Concentrated Solar Power
Concentrated solar power is not a type of energy that can be installed on top of one’s home or building. It requires the use of many mirrors across a broad expanse of land that focuses the power of the Sun on a fixed tower. The tower contains salt that is heated by the concentrated sunlight where it functions similar to a battery to store heat and generate steam after the Sun sets. The design can also be altered so that parabolic trough-shaped mirrors can concentrate sunlight onto a tube containing fluid, generating steam and then electricity.
How to get solar panels for your home
Getting the best deal on solar panels for your home starts with telling us a little bit about your home and current electricity usage. Then we can develop a free quote customized to your home with a no money down financing option. If those savings are appealing to you, then it’s time to schedule your installation and start saving money from the sun!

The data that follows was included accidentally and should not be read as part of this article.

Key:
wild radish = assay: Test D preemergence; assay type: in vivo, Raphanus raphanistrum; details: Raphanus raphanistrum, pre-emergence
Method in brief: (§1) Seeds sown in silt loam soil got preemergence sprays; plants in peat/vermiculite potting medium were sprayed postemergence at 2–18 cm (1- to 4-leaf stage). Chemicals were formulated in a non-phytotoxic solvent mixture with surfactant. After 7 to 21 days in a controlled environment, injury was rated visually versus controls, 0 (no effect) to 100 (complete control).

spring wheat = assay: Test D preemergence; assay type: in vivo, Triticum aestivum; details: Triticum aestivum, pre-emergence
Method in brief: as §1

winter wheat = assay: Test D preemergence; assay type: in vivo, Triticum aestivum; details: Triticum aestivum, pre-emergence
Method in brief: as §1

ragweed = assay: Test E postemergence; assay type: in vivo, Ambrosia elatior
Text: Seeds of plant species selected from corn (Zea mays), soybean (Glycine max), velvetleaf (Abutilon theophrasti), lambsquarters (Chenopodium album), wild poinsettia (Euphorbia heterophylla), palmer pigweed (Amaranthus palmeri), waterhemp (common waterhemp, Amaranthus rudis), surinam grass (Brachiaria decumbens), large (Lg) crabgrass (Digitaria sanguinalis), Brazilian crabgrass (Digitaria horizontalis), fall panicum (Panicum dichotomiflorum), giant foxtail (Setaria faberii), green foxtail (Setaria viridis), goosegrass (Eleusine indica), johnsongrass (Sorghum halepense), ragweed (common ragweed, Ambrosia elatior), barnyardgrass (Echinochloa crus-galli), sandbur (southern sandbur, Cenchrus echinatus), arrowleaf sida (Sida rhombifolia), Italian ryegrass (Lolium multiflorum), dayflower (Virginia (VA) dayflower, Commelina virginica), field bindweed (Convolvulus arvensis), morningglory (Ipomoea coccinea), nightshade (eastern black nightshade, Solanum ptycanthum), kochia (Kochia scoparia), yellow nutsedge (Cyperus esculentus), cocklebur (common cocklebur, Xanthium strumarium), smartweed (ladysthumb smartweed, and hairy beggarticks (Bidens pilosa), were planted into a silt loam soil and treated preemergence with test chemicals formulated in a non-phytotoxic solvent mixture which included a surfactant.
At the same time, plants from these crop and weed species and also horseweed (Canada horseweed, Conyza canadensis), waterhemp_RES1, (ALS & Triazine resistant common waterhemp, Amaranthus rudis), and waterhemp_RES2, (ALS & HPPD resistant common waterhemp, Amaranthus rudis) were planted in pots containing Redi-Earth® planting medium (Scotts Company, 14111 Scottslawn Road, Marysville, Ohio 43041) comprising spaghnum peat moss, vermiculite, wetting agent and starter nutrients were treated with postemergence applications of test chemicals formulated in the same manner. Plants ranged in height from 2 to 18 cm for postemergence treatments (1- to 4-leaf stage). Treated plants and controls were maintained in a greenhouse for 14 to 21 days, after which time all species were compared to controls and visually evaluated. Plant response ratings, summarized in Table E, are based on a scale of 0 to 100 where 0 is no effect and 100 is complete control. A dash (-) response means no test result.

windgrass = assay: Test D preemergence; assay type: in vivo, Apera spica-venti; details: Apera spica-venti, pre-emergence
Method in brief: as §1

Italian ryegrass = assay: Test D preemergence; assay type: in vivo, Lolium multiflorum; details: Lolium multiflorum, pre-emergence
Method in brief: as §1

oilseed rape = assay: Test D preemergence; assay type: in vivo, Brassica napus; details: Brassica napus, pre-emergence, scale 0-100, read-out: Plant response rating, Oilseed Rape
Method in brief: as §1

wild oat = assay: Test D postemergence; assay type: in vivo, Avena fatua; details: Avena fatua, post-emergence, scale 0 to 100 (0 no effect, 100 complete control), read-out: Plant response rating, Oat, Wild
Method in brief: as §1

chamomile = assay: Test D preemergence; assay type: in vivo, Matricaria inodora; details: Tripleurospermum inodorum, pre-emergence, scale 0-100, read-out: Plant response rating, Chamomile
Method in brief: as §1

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How Do Solar Panels Work?
In addition to being the ultimate source of all life on earth, the sun is an infinitely renewable, completely pollution-free source of electricity. Instead of burning fossil fuels dug up from the ground in a big power plant – a very 19th century, industrial age approach, when you think about it – solar panels convert sunlight directly into electricity, with no harmful emissions.
The basic unit of a solar panel is a solar cell, which usually consists of one or two layers of silicon-based semiconductor wafers. When struck by the photons in sunlight, the solar cell generates an electrical charge due to the "photovoltaic effect" – which is a pretty good name, since it produces voltage from photons. The flow of these electrons moves in a steady electrical current from one side of the cell to the other.